Why Preparation is Overrated

I'm feeling spicy this morning, so allow me to make a blasphemous claim about my industry:

When it comes to public speaking, preparation is good, but technique is better.

Now, am I saying you should wing your TEDTalk? Absolutely not. 

But, I do think most of us are over-emphasizing the importance of “preparation.” (Or, at the very least, we’re defining “preparation” wrong. 

You’d be amazed how many times a week I play out some version of this scene: 

Future Client: I’m not bad at public speaking, as long as I have time to prepare.

Me: Okay, great! How often do you feel like you’re given adequate time to prepare? 

Future Client: …almost never.   

And therein lies the problem with relying on “preparation” when it comes to public speaking. 

If you define “preparation” as spending hours outlining, drafting things out word for word, memorizing, and rehearsing in front of a mirror, you’re severely limiting the amount of opportunities you can say “yes” to. 

Think about it: If the key to your public speaking success lies in the hours you spend rehearsing, what are you going to do when offered a last minute opportunity to speak in front of your ideal audience? 

And here’s the thing, the more you move up that corporate ladder or grow your business, the more those sorts of opportunities are going to pop up. 

Preparation isn’t scalable –Technique is. 

This is why I encourage all my clients to spend less time memorizing, and more time honing the impromptu speaking skills needed to be effective on the fly. 

To spend less time practicing a particular speech in front of a mirror, and more time learning the foundations of voicework and body language that they can apply to any upcoming speech.  

To spend less time writing multiple drafts of the same ineffective story, and more time learning the science of story, so they can reliably craft a persuasive story at a moment’s notice.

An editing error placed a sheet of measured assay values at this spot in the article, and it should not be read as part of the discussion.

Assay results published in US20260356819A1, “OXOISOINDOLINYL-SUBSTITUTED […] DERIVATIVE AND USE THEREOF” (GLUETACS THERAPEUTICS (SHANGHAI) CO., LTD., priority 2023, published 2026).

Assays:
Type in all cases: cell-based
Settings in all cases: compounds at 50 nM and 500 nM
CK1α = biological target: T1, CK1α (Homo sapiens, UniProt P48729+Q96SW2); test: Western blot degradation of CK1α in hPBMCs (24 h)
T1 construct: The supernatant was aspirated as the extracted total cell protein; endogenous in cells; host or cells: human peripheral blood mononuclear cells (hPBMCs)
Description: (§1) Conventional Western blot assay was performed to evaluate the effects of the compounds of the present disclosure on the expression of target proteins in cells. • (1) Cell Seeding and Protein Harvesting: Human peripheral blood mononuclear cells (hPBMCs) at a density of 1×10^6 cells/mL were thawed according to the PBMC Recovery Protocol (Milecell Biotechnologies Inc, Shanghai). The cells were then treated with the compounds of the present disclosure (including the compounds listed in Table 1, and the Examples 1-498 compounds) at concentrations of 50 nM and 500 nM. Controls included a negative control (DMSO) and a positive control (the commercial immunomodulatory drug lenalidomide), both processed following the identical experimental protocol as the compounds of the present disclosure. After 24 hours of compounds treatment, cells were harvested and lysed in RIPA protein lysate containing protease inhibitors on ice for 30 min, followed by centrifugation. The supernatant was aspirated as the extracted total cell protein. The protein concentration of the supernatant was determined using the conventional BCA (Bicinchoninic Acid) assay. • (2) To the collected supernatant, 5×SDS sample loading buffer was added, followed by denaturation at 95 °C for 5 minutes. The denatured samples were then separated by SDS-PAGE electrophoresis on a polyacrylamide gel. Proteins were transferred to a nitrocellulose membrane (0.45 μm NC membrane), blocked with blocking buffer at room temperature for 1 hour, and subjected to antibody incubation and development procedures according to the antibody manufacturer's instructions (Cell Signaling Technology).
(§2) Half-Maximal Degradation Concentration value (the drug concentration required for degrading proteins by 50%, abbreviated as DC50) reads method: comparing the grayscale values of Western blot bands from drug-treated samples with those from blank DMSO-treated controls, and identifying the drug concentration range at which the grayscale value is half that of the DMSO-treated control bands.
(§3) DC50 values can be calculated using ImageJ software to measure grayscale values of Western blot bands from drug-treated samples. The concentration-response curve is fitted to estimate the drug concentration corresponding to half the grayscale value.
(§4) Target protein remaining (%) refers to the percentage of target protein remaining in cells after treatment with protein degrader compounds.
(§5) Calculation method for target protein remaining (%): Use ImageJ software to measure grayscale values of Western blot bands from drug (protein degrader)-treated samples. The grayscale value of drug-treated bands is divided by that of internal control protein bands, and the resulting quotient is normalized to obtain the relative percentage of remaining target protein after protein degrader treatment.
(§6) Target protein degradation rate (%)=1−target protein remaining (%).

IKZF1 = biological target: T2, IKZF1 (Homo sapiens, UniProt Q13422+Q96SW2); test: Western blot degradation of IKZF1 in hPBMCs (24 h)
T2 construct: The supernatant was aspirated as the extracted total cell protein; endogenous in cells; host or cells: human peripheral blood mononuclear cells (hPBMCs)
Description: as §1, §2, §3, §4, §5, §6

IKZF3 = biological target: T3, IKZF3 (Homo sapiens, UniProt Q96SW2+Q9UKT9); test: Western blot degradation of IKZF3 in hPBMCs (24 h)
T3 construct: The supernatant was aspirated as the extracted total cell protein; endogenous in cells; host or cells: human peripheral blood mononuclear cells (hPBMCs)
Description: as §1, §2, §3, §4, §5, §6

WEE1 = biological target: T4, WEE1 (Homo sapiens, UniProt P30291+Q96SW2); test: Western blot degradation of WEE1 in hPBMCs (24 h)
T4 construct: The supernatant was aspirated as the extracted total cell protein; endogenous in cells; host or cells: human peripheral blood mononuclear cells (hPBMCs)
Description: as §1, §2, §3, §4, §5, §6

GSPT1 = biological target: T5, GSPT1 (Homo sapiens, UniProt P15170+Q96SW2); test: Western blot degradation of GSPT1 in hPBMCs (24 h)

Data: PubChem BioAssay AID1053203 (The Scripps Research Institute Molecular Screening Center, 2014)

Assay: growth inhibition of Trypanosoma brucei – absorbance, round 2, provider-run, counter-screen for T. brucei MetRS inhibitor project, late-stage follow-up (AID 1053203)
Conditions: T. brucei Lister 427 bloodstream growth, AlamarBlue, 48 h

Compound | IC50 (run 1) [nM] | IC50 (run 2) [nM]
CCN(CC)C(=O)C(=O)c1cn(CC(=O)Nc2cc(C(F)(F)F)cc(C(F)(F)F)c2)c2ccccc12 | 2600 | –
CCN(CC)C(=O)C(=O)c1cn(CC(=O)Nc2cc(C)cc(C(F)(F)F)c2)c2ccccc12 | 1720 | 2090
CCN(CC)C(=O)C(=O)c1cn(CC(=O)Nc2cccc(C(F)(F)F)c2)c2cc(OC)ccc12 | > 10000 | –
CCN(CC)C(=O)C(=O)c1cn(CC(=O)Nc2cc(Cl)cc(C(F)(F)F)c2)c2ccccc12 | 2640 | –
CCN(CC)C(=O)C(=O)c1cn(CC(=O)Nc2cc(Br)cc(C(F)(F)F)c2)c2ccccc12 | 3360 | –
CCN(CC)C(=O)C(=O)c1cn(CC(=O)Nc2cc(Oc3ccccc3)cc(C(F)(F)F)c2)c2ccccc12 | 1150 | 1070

You don’t need to practice more. You just need to practice more effectively. 

When you start focusing on building technique instead of rote preparation, an amazing thing starts to happen. Not only do you spend less time preparing, but you actually end up feeling more prepared

Summer is almost here. Here’s hoping we can all find ways to be more efficient about our professional development goals, so we can spend more time soaking in some summer fun! 

If you’re ready to make the shift from preparation to technique, but don’t know where to start, I encourage you to set up a complimentary Public Speaking Strategy Session with me! I have a couple spots remaining on my summer coaching roster and I’d love to save you one if you’re ready to work smarter, not harder. :)

Photograph of Sara Glancy on stairs
Headshot by Jessica Osber.

Sara Glancy is an NYC-based actor and public speaking coach and the founder of Speak Masterfully, a service that helps professionals take the stage with less fear and more fun! 

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Apply this basic outline to any speaking engagement to feel twice as prepared in half the time

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